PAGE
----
Edward Lansdale

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Edward G. Lansdale, was an Air Force officer whose influential theories of counterinsurgent warfare were developed in the Philippines after World War II and again in South Vietnam.

Lansdale is rumoured to have inspired characters in two novels involving guerrilla warfare: The Quiet American by Graham Greene and The Ugly American by Eugene Burdick and William J. Lederer, although the accuracy of this is disputed.

Lansdale acted as an adviser in the newly independent Philippines in the late 1940's and early 1950's and was an influence in operations by the Philippine leader Ramon Magsaysay against the Communist-dominated Hukbalahap rebellion. John Ranelagh's (1987) 'The Agency'[1]states that in 1950-53 Lansdale was on loan to the CIA from the Airforce when advising Ramon Magsaysay as part of the major long-term project of keeping Communists from power in the far east and take over the old empires in Southeast Asia rather than ally itself with the nascent nationalist and independence movements identified by CIA analists previously: this also represented a shift away from Europe.[2] Here he was working in the Office of Policy Co-ordination (OPC) itself set up in 1948 as a result of National Security Council directive 10/2 whereby the newly formed CIA could engage in "covert operations" in such a manner that:

all activities conducted pursuant to this directive which are so planned and executed that any U.S. Government responsibility for them is not evident to unauthorized persons and that if uncovered the U.S. Government can plausibly disclaim any responsibility for them.

The directive lists:

Specifically, such operations shall include any covert activities related to: propaganda, political action; economic warfare; preventive direct action, including sabotage, anti-sabotage, demolition; escape and evasion and evacuation measures; subversion against hostile states or groups including assistance to underground resistance movements, guerrillas and refugee liberation groups; support of indigenous and anti-communist elements in threatened countries of the free world; deceptive plans and operations; and all activities compatible with this directive necessary to accomplish the foregoing. Such operations shall not include: armed conflict by recognized military forces, espionage and counterespionage, nor cover and deception for military operations.[3]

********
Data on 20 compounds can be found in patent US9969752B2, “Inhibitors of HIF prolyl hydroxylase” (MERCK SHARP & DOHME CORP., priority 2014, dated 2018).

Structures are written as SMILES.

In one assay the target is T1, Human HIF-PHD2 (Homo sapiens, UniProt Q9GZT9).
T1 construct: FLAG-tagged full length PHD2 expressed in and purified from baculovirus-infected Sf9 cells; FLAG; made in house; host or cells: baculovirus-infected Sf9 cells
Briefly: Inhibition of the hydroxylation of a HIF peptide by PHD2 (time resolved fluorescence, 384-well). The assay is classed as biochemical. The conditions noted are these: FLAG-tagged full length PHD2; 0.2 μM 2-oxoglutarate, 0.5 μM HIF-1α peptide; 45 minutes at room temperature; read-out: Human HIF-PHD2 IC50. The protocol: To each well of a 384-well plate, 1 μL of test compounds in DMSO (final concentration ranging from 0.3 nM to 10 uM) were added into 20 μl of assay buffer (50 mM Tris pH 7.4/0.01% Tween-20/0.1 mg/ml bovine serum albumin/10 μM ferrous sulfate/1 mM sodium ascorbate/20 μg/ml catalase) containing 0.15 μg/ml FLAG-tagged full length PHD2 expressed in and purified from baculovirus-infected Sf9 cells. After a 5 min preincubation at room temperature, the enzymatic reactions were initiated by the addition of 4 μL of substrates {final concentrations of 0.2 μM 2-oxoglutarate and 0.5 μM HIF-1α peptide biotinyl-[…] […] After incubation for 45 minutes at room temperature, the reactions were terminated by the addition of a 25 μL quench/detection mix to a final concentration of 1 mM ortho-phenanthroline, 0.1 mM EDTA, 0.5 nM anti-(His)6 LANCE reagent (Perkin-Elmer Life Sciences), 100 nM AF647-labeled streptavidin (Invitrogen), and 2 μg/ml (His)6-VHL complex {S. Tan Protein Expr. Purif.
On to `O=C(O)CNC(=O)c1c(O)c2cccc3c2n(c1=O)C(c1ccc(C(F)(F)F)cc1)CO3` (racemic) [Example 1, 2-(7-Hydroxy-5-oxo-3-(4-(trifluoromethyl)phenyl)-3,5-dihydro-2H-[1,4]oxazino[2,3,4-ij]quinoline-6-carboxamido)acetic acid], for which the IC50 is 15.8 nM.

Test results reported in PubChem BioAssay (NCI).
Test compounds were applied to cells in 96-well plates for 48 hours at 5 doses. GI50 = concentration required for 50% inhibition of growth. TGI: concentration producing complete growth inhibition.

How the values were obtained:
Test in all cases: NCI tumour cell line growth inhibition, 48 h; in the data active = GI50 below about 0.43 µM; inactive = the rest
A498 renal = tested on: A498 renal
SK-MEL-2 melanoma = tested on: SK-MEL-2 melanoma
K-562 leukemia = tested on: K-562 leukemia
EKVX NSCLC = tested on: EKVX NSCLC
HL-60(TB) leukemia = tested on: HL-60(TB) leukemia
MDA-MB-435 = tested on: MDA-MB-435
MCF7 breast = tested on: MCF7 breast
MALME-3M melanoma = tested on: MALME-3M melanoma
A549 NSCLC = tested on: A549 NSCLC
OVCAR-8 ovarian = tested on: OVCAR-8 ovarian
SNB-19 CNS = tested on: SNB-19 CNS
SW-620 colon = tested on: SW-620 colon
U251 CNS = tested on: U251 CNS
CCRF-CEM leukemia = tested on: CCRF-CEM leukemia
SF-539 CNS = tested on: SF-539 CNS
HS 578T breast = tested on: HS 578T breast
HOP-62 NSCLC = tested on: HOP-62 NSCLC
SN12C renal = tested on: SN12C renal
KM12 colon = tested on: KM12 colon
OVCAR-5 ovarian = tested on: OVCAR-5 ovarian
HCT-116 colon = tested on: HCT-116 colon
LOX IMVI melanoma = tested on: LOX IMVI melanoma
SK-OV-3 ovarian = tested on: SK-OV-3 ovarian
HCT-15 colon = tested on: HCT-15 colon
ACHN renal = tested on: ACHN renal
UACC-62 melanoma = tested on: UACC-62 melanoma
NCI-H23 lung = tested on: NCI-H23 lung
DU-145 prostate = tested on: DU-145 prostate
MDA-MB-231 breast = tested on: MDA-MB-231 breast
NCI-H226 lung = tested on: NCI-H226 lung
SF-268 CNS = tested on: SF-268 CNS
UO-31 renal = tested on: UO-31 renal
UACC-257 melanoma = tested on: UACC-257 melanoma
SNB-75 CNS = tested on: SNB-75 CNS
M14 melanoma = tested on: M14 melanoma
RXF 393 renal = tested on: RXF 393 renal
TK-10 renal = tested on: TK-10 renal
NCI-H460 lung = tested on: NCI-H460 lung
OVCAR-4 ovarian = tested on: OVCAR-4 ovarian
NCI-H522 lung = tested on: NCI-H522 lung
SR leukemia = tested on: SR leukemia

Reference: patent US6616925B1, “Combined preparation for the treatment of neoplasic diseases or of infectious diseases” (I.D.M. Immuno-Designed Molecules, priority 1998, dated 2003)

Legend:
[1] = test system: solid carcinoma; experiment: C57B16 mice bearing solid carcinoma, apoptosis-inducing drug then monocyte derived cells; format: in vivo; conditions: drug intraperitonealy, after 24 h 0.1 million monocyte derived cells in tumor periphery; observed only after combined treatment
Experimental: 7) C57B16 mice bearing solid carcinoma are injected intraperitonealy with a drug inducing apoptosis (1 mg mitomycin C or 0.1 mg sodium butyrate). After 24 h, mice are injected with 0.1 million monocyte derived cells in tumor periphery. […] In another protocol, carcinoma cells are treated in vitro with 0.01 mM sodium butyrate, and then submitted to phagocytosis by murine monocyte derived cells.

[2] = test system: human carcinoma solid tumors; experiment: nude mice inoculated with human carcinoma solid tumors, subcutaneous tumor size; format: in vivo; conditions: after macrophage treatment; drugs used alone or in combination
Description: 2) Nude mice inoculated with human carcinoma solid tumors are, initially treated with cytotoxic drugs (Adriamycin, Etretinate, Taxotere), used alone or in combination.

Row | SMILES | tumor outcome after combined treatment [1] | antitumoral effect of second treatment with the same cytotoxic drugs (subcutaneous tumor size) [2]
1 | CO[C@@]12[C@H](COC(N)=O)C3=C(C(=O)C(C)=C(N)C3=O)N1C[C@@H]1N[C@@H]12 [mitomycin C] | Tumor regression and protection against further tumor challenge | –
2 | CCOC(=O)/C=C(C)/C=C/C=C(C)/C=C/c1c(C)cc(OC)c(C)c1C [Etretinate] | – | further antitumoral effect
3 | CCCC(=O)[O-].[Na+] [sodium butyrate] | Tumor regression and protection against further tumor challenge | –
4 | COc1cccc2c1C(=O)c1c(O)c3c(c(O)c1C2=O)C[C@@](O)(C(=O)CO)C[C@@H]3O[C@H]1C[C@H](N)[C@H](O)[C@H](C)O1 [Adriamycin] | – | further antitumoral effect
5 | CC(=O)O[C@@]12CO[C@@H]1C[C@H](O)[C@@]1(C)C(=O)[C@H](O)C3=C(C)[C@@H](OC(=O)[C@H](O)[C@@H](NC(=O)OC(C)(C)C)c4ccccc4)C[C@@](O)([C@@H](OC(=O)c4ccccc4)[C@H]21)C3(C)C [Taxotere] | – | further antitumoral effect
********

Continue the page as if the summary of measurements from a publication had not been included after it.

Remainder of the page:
According to the New York Times obituary:

It was in the Philippines that General Lansdale framed his basic theory, that Communist revolution was best confronted by democratic revolution. He came to advocate a four-sided campaign, with social, economic and political aspects as well as purely military operations. He put much emphasis on what came to be called civic-action programs to undermine Filipinos' backing for the Huks.

Looking back on what he learned in Asia, he once said: The Communists strive to split the people away from the Government and gain control over a decisive number of the population. The sure defense against this strategy is to have the citizenry and the Government so closely bound together that they are unsplittable. [4]

Lansdale became an adviser to South Vietnamese and United States military leaders, and to Ambassador Henry Cabot Lodge. The Times obituary argues that he made efforts to generate popular support for the embattled Saigon Government, at a time when the United States military role in Vietnam remained limited, and that this "failed to forestall an escalation of the insurgency to full-scale conventional warfare".

Early in the war, General Lansdale was considered to be the individual who provided the intellectual direction to the counterinsurgency and nation-building efforts. But he became less significant when the conflict left the counterinsurgency phase and became a more conventional war.[5]

Lansdale was born Feb. 6, 1908, and after university became an advertising executive.

He joined the Army as a captain in 1943 and rose to major by 1947, when he left the Army. During World War II he also served in the Office of Strategic Services. He joined the Air Force as a captain the same year.